Whatever the outcome and the changes, there will be complaints and factions who believe that it has decided the championship.

The reality is that until the new tyres go onto the cars in Montreal, it will be impossible to say who has won and lost with the changes. In all probability what will happen is that the engineering solutions of Ferrari, Lotus and Force India will continue to work, but the wider operating window of the tyres and increased durability will mean a reduction in the margin of deficit Red Bull and others suffer. It will being them closer together, but with the tyre-friendly teams still at an advantage.

But we will have to wait and see.

Despite their mistakes, one has a twinge of sympathy with Pirelli for being caught out with this year’s tyres by not having adequate test facilities, as the teams cannot organise themselves sufficiently well to provide a test car for them to work with.

Last year they reluctantly agreed to allow a 2010 Renault to be used to test 2013 tyres and then when Lotus turned up this year with a car that was engineered to work well on its tyres, there were complaints that Enstone had benefitted from the tests.

Now we have such an absence of trust between teams that there is no test car.

The only workable solution is to have an extra day or two after certain Grands Prix where teams can run development tyres and the process can become functional again.

Remember that when Bridgestone and Michelin were competing there were three or four days of testing after most Grands Prix. Bridgestone had a test budget of $20 million for Ferrari alone.

The Horse Whisperer sees it like this, “Maybe the brain cells that control memory only operate selectively, depending on the results achieved on track by their owners.

“A classic example of this is the current saga regarding the number of pit stops. Voices have been raised to underline the fact that various teams, some of whom got to the podium and others who were quite a way off, made four pit stops in the recent Spanish Grand Prix, making the race hard to follow.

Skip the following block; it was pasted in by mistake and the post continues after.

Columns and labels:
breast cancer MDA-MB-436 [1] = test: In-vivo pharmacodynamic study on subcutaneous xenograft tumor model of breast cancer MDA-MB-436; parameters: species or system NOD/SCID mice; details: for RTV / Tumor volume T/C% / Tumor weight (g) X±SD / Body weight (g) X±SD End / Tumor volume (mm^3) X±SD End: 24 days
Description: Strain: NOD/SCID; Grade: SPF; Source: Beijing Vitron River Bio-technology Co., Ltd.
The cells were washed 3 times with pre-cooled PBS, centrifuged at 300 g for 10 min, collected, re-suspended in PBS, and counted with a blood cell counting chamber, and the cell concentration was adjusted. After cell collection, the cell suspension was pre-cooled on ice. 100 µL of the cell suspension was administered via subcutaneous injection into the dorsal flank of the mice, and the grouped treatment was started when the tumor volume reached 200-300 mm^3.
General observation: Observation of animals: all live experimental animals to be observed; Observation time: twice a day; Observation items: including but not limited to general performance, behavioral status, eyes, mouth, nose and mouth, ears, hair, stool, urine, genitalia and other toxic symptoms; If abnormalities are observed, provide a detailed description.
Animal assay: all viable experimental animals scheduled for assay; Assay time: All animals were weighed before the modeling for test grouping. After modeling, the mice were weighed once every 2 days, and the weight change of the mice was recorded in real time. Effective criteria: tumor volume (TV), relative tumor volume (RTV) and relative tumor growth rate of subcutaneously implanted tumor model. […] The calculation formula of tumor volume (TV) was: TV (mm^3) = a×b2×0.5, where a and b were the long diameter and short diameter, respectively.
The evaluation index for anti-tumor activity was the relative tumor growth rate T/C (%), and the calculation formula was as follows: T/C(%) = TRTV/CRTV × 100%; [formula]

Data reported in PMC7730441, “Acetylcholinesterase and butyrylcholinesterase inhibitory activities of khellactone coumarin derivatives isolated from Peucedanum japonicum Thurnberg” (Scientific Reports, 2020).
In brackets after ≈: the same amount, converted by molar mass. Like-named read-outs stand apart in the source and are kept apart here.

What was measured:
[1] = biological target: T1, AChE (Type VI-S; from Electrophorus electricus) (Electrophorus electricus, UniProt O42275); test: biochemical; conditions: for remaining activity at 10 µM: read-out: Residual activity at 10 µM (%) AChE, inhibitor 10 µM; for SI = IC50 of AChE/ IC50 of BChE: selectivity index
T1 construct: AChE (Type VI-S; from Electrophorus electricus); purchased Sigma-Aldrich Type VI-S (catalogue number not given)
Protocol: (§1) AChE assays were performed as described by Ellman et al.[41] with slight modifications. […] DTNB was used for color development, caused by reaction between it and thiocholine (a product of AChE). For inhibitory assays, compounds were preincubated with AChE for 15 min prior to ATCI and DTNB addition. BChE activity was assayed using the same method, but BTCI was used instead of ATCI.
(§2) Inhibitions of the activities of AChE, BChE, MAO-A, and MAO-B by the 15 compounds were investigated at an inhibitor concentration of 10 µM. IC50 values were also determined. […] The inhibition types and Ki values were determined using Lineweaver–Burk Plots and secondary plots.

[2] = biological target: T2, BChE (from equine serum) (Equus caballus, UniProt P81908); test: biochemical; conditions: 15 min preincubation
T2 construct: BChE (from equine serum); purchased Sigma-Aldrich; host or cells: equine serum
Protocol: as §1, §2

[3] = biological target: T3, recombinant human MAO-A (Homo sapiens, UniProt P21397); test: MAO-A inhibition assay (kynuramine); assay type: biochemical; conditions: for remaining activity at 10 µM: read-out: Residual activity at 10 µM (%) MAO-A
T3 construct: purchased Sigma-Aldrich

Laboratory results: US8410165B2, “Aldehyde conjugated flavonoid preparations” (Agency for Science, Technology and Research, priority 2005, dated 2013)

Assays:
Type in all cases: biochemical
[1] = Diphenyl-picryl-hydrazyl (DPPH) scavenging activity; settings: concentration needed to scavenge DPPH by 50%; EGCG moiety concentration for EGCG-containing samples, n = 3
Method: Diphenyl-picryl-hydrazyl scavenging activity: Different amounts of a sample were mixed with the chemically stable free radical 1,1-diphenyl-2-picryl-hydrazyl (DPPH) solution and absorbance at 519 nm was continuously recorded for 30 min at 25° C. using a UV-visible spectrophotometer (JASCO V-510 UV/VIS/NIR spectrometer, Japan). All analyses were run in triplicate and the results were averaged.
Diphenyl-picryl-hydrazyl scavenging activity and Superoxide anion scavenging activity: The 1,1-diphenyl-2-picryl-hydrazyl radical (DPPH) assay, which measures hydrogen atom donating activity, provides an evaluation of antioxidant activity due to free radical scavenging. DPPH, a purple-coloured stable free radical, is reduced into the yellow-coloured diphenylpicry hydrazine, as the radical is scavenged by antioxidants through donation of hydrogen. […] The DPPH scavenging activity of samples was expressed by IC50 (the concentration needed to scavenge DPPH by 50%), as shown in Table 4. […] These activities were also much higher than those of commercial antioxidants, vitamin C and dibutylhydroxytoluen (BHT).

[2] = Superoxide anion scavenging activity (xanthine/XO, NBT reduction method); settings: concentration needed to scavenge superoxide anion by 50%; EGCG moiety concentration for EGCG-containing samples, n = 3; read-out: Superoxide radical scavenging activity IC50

“It’s a shame that these worthy souls kept quiet two years ago when, at the very same Catalunya Circuit and on the Istanbul track, five of the six drivers who got to those two podiums made exactly the same number of pit stops as did Alonso and (Ferrari’s second driver) Massa last Sunday in the Spanish Grand Prix.

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So there is this suggestion that “the fans are confused” by all the tyre stops (four stops). This is put around by journalists without any sort of empirical evidence, as far as I can tell. Has anyone actually gone out and measured the apparent level of confusion versus the level of non-confusion? No, of course not, because we’re talking about the work of journalists and agenda-driven team bosses rather than those taking an objective view.

One of the greatest races of all time was at Donington Park in 1993. Prost made as many as SEVEN stops, whereas Johnny Herbert did the entire race only stopping once. Nobody was ‘confused’ by the number of pit stops that day, and the technology available to fans to allow them to follow what’s happening was limited to what they could see on the TV or hear described to them on the radio. There are timing apps and suchlike available on the internet or people’s mobile phones, plus team radio and telemetry information supplied to the TV feed by the FIA. There is a surplus of information, so how is it hard to follow?

In short, if Christian Horner is saying, “The fans are confused,” it actually means, “We don’t understand how to make the tyres work.” Sorry about that, Christian, but it’s your team’s job to do a better job. Work on that instead of whingeing. And if the journalists can’t follow what’s going on, step aside and let someone else do your job.